Home · Register · Search · View Winners · Software · Hosting · Software · Join Upload & Sell

Moderated by: Fred Miranda
Username   Password

  New fredmiranda.com Mobile Site
  New Feature: SMS Notification alert
  New Feature: Buy & Sell Watchlist
  

FM Forums | General Gear-talk | Join Upload & Sell

  

Archive 2013 · Effect of direct sun on sensor
  
 
ben egbert
Offline
• • • • •
Upload & Sell: On
p.1 #1 · p.1 #1 · Effect of direct sun on sensor


As I was recently shooting mesa Arch into a direct unfiltered sun, I started wondering what this does to the sensor. I was using live view and immediately turned it off between shots.

I have been doing this for years and see many others do it too, but this has to be tough on the sensor and possibly other electronics. Especially when you are bracketing for shadows and the sun is heavily blown so that you are not getting protection from a small aperture.

I don't recall seeing any warnings other than not leaving live enabled too long. Does anyone have a good answer?



Mar 31, 2013 at 02:53 PM
Mescalamba
Offline
• • • •
Upload & Sell: Off
p.1 #2 · p.1 #2 · Effect of direct sun on sensor


On CMOS, usually nothing. What can kill surely sensors are lasers, sun is usually ok. I mean, how many photos with sun in composition you saw?

Tho maybe not best idea during peak hours (around 12 - 2). I would probably avoid LV during that time.. Anyway, most ppl dont shoot landscapes during those hours.

Btw. I shot quite a few shots (including HDR) with old Panasonic G1 (which is live-view only device) into sun, and nothing happend. So Im assuming that unless you really push it (LV left for half an hour focused on sun) its fine.



Mar 31, 2013 at 03:09 PM
Guari
Offline
• • •
Upload & Sell: Off
p.1 #3 · p.1 #3 · Effect of direct sun on sensor


I don't know the answer Ben, but I'm also interested.

I have seen a couple threads here and there about the sun killing a sensor though... when left like 20 minutes or so...



Mar 31, 2013 at 03:18 PM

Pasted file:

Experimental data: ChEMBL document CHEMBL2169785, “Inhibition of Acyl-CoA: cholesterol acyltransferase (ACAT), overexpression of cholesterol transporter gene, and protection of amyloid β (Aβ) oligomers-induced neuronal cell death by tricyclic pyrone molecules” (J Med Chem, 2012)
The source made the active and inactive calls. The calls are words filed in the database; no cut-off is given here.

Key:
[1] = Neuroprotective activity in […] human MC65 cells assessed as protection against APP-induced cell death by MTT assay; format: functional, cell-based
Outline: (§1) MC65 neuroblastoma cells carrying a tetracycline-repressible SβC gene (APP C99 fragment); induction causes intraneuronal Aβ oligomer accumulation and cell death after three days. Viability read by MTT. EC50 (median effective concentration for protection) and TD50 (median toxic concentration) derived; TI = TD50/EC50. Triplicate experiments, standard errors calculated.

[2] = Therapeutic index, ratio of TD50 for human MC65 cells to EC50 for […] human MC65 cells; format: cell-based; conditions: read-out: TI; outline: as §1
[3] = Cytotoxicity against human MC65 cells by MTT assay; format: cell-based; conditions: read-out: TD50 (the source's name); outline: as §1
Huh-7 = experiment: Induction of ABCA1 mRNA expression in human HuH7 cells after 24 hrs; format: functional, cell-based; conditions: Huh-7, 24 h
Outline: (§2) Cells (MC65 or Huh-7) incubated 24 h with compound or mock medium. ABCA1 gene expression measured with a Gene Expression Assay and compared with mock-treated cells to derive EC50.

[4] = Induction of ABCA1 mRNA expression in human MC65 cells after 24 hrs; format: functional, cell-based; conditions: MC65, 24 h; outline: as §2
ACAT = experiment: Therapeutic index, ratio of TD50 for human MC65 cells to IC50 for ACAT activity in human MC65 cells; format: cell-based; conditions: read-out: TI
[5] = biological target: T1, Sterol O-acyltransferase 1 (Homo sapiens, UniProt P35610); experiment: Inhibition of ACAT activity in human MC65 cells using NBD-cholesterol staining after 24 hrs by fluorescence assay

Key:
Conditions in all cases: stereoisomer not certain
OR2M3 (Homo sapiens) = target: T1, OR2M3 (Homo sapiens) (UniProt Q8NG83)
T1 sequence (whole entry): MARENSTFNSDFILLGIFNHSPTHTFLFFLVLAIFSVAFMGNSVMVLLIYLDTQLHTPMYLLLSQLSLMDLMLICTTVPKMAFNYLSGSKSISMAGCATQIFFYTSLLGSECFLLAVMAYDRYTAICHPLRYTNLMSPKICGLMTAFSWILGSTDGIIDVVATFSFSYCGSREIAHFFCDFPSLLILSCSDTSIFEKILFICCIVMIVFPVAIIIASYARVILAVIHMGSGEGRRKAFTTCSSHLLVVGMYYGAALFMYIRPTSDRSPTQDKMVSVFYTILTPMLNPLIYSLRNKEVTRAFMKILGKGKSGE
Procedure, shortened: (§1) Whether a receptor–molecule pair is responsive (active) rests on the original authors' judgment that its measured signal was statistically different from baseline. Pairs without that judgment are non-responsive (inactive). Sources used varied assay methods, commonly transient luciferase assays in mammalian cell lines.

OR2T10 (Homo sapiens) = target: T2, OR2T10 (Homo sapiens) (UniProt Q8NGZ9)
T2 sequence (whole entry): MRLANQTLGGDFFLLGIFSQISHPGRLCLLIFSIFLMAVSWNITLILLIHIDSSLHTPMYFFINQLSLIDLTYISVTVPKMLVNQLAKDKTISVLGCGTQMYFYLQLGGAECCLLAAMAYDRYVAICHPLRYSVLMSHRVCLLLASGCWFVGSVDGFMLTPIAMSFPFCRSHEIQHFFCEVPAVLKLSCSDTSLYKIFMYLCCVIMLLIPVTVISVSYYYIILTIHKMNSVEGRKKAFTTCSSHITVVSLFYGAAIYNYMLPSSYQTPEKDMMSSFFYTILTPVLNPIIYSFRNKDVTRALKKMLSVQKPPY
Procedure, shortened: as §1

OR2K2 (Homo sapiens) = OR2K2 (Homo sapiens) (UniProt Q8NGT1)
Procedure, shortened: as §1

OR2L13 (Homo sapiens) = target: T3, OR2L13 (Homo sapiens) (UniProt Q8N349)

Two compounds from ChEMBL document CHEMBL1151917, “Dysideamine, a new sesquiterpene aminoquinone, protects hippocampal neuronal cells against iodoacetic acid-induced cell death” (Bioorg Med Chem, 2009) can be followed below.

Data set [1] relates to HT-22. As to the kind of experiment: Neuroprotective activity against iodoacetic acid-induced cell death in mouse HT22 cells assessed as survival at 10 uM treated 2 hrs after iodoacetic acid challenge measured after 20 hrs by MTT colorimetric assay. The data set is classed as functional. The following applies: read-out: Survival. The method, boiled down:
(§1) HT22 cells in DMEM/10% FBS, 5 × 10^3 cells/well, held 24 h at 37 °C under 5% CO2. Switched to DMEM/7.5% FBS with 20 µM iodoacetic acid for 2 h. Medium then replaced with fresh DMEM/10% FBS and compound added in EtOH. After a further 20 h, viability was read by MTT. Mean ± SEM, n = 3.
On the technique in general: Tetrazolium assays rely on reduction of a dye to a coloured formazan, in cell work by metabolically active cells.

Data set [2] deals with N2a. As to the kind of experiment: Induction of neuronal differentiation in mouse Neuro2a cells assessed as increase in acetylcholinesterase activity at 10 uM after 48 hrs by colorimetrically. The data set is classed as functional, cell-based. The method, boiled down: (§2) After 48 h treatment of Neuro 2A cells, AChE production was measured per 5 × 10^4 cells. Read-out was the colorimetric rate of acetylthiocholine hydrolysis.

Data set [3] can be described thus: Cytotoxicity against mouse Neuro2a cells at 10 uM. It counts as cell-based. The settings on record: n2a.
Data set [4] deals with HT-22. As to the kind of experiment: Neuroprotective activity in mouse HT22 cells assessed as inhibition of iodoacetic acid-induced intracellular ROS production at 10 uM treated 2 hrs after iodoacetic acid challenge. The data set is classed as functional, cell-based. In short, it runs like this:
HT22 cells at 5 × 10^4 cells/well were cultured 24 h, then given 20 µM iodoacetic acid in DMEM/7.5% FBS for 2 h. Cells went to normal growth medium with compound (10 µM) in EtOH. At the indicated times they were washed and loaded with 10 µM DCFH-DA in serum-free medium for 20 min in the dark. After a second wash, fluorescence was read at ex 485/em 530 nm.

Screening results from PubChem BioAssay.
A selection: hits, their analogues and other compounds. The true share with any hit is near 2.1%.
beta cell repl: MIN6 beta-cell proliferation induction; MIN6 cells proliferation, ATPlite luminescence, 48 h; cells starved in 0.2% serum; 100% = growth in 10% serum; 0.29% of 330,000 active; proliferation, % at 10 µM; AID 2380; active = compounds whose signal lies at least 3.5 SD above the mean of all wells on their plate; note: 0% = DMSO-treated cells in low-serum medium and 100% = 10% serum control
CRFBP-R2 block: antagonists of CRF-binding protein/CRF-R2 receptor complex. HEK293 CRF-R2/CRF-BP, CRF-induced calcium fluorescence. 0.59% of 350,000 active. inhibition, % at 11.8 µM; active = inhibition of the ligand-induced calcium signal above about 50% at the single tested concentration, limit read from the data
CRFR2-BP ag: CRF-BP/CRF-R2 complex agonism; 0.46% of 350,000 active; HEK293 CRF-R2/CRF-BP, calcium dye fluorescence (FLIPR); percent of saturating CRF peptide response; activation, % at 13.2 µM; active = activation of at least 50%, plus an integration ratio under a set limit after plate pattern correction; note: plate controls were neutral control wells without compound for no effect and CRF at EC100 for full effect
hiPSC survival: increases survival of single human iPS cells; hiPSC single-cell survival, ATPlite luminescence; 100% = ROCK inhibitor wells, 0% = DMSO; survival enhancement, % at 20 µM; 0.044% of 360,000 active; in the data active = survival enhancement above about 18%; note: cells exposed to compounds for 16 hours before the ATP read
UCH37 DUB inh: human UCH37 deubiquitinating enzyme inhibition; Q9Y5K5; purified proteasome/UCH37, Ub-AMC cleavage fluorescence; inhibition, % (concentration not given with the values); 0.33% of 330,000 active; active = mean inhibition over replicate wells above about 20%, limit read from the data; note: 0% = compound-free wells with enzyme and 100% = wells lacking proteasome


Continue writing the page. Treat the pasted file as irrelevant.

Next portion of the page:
Mescalamba
Offline
• • • •
Upload & Sell: Off
p.1 #4 · p.1 #4 · Effect of direct sun on sensor


Guari wrote:
I don't know the answer Ben, but I'm also interested.

I have seen a couple threads here and there about the sun killing a sensor though... when left like 20 minutes or so...


Well, its like burning ant with loupe.. If you are that devious being. Short time is ok, wouldnt try it for long.



Mar 31, 2013 at 03:37 PM
rchb
Offline

Upload & Sell: Off
p.1 #5 · p.1 #5 · Effect of direct sun on sensor


You can think of a pixel diode as a valve that’s actuated by light. Direct sunlight will turn it 100% on (saturate it!) and the digital data reflects that value. The shutter duty cycle also eliminates any exposure concern in normal photographing. The extreme test conditions beyond the cameras normal intended use IE 20 minutes ON saturated are just that!!! With regard to lasers in public use, the power level and duty cycle on exposure to sensors shouldn’t be a concern again other than the same blooming effect of full sunlight. However, these lasers shouldn’t be construed as safe for direct eye exposure.

Rick



Mar 31, 2013 at 05:26 PM
Guari
Offline
• • •
Upload & Sell: Off
p.1 #6 · p.1 #6 · Effect of direct sun on sensor


Mescalamba wrote:
Well, its like burning ant with loupe.. If you are that devious being. Short time is ok, wouldnt try it for long.


yes yes, agreed



Mar 31, 2013 at 05:29 PM
 

Search in Used Dept. 



EB-1
Offline
• • • • • • •
Upload & Sell: Off
p.1 #7 · p.1 #7 · Effect of direct sun on sensor


rchb wrote:
You can think of a pixel diode as a valve that’s actuated by light. Direct sunlight will turn it 100% on (saturate it!) and the digital data reflects that value. The shutter duty cycle also eliminates any exposure concern in normal photographing. The extreme test conditions beyond the cameras normal intended use IE 20 minutes ON saturated are just that!!! With regard to lasers in public use, the power level and duty cycle on exposure to sensors shouldn’t be a concern again other than the same blooming effect of full sunlight. However, these lasers shouldn’t be construed as safe for
...Show more

That is fine, but you need to look at the temperature. A semiconductor can only heat a finite amount before it is damaged. Depending on the magnification and aperture of the lens and local solar irradiance, the energy absorbed may generate excessive temperatures despite any IR/UV/AA filters.

It is also possible to damage other components in the mirror box, such as the shutter when the mirror is up. Most of the components are black, which allows them to absorb plenty of energy.

EBH



Apr 02, 2013 at 04:48 AM
rchb
Offline

Upload & Sell: Off
p.1 #8 · p.1 #8 · Effect of direct sun on sensor


EB-1 wrote:
That is fine, but you need to look at the temperature. A semiconductor can only heat a finite amount before it is damaged. Depending on the magnification and aperture of the lens and local solar irradiance, the energy absorbed may generate excessive temperatures despite any IR/UV/AA filters.